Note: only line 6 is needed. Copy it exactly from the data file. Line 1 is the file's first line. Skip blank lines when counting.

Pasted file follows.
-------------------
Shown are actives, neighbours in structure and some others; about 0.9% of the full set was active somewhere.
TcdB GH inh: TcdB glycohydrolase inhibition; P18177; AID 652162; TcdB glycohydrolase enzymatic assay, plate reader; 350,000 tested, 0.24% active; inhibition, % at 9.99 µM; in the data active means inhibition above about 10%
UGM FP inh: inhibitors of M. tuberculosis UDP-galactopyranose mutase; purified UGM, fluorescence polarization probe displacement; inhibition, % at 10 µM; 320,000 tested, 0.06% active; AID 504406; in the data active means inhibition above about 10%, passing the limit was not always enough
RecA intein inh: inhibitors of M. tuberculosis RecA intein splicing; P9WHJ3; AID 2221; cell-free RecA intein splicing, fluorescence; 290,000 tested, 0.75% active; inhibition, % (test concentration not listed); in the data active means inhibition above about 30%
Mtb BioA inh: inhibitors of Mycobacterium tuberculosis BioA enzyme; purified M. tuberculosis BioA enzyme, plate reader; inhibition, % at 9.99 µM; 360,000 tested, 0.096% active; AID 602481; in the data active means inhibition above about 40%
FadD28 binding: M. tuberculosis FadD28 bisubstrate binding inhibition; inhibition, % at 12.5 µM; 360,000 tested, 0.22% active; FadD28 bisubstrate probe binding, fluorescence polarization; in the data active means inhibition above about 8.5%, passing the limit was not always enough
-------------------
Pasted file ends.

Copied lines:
FadD28 binding: M. tuberculosis FadD28 bisubstrate binding inhibition; inhibition, % at 12.5 µM; 360,000 tested, 0.22% active; FadD28 bisubstrate probe binding, fluorescence polarization; in the data active means inhibition above about 8.5%, passing the limit was not always enough